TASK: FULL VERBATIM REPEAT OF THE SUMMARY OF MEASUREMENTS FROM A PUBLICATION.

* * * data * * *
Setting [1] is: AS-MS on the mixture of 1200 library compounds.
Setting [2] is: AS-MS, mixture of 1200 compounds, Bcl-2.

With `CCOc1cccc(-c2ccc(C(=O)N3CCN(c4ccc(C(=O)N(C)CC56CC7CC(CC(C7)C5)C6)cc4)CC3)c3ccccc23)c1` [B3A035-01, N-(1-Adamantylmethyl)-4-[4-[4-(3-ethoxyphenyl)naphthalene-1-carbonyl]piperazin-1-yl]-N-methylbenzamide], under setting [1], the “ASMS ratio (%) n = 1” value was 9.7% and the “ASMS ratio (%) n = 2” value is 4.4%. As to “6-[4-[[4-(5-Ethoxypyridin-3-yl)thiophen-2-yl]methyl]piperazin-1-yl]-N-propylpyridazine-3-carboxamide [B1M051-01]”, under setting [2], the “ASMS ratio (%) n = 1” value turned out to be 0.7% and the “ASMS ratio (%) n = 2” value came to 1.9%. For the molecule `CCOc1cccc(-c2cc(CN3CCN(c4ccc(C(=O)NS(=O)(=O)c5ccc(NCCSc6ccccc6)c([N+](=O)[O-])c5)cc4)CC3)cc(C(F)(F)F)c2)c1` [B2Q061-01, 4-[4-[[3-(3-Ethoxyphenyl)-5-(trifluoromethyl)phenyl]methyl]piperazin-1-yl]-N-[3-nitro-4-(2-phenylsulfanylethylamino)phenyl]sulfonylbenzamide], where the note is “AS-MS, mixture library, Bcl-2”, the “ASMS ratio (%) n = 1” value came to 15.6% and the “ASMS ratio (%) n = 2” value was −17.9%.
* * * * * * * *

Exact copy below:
Setting [1] is: AS-MS on the mixture of 1200 library compounds.
Setting [2] is: AS-MS, mixture of 1200 compounds, Bcl-2.

With `CCOc1cccc(-c2ccc(C(=O)N3CCN(c4ccc(C(=O)N(C)CC56CC7CC(CC(C7)C5)C6)cc4)CC3)c3ccccc23)c1` [B3A035-01, N-(1-Adamantylmethyl)-4-[4-[4-(3-ethoxyphenyl)naphthalene-1-carbonyl]piperazin-1-yl]-N-methylbenzamide], under setting [1], the “ASMS ratio (%) n = 1” value was 9.7% and the “ASMS ratio (%) n = 2” value is 4.4%. As to “6-[4-[[4-(5-Ethoxypyridin-3-yl)thiophen-2-yl]methyl]piperazin-1-yl]-N-propylpyridazine-3-carboxamide [B1M051-01]”, under setting [2], the “ASMS ratio (%) n = 1” value turned out to be 0.7% and the “ASMS ratio (%) n = 2” value came to 1.9%. For the molecule `CCOc1cccc(-c2cc(CN3CCN(c4ccc(C(=O)NS(=O)(=O)c5ccc(NCCSc6ccccc6)c([N+](=O)[O-])c5)cc4)CC3)cc(C(F)(F)F)c2)c1` [B2Q061-01, 4-[4-[[3-(3-Ethoxyphenyl)-5-(trifluoromethyl)phenyl]methyl]piperazin-1-yl]-N-[3-nitro-4-(2-phenylsulfanylethylamino)phenyl]sulfonylbenzamide], where the note is “AS-MS, mixture library, Bcl-2”, the “ASMS ratio (%) n = 1” value came to 15.6% and the “ASMS ratio (%) n = 2” value was −17.9%.